ETS Event of Winter 2017
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Blog for ETS of Winter 2017
Deep Tremor News: Jan, 2017
This BLOG-like page is being generated in a form similar to previous ETS ones to document and provide information on a Northern Washington ETS that should start sometime between late January and March 2017. There are no special experiments in the field for this ETS. The Imaging Magma Under St. Helens (iMUSH) experiment terminated last summer. We will be tracking and reporting on this ETS using data only from the real-time regional networks (UW, UO, CN, TA, PB, CA) and/or information reported to us by others.
Produced by: Steve Malone, PNSN Professor Emeritus
Start: Feb. 18, 2017 and restart, Mar. 18, 2017
END: Mar. 5, 2017 and final stop on Apr 6, 2017
Information will be posted on this page (latest at the bottom) and references to figures from time to time.
NEWS (latest is at the bottom):
Jan 23, 2017 - Tremor throughout Cascadia seemed to have been relatively quiet over the past four months, but a detailed look at the data used by the wech-o-meter showed that for four of our subgroups there were many station problems or outages that likely made it much less sensitive for the past 6 months or more than it was in the past. Details of this are provided in the blog about the coming ETS.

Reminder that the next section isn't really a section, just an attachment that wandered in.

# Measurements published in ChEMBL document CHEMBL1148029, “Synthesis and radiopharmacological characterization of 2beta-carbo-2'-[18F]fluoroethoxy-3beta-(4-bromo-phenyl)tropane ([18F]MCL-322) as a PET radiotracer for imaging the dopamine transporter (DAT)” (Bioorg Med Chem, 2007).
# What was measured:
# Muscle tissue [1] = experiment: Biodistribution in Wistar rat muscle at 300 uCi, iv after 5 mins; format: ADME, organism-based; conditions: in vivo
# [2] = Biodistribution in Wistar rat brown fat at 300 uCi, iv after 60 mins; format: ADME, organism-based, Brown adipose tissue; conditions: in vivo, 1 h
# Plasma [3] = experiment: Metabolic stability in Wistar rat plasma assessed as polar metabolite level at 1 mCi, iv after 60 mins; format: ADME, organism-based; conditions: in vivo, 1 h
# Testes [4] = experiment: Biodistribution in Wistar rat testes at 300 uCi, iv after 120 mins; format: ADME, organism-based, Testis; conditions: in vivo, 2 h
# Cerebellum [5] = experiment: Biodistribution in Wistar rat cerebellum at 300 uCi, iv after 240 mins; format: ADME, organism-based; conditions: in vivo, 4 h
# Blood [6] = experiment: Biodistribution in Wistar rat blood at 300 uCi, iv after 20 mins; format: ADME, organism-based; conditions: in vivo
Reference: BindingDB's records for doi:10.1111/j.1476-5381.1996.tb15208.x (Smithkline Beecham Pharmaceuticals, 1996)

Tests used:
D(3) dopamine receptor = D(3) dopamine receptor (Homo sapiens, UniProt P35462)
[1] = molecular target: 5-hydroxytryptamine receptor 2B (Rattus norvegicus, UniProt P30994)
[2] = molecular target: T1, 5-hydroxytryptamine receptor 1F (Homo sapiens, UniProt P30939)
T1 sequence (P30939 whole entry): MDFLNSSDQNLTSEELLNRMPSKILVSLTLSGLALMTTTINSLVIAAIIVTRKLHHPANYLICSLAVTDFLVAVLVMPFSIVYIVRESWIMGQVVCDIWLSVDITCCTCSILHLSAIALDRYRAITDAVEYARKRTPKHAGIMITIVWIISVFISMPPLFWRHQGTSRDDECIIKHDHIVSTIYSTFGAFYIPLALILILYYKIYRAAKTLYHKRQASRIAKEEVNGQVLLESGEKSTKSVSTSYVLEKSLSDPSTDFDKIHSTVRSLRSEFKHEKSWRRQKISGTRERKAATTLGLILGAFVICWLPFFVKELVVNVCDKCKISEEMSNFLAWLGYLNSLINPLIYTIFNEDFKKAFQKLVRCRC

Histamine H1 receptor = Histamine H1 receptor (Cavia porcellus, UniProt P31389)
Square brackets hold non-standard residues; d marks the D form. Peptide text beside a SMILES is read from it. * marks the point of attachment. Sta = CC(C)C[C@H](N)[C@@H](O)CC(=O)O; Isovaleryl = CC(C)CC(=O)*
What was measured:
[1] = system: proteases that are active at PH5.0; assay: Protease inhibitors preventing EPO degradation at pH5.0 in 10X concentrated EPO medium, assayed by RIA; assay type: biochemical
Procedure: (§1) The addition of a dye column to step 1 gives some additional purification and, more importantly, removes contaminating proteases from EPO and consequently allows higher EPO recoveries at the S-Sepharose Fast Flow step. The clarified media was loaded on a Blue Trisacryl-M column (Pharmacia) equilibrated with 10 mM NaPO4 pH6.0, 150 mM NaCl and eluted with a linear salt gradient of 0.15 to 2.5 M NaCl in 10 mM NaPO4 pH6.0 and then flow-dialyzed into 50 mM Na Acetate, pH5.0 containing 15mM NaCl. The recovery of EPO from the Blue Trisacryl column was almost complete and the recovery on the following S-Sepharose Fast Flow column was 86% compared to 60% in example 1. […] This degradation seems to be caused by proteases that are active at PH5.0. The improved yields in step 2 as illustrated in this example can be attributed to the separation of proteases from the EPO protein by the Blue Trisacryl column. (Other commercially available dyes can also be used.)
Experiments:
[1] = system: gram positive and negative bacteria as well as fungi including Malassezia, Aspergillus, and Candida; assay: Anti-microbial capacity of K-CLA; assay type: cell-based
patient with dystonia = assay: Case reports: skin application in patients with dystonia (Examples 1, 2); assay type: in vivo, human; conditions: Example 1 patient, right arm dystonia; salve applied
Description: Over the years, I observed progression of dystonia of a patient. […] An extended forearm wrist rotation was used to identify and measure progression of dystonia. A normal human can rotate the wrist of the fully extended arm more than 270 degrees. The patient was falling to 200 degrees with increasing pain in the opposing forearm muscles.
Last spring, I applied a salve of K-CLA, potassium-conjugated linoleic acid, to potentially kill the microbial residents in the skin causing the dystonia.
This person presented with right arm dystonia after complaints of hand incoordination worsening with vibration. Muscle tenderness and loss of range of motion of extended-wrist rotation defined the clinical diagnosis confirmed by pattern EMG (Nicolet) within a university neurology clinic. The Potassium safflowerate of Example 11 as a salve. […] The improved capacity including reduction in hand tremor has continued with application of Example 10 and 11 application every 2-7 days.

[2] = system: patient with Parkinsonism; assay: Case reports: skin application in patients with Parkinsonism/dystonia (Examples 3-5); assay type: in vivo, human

Jan 28, 2017 - In response to the loss of a number of stations in the far south and far north sub-regions: NV NC and CC) we have arranged to receive a few other data channels from our cooperating networks (Canadian National Seismic Network, the Berkeley Seismic Network and Northern California Seismic Network). These have now been configured in to the wech-o-meter. Data channels from the sub-regions where this ETS is expected (BC,NW,SM) are in pretty good shape and thus remain in the same configuration as before.
Feb 21, 2017 - I am thinking that the ETS has started. Five days with from 5 to 17 hours each day with moderate to strong tremor in the area directly west of Seattle seems to be a pretty good sign of it starting. There also looks to be a hint of a slight migration up-dip and to the north, which is typical of an ETS event. This seems to be pretty close to right on schedule as well, ~14 months since the last one started for this section on Dec. 22, 2015 . Thus I am calling this ETS to have started. Of course, to spite me the tremor gods will probably stop in now. More will be posted here as it develops.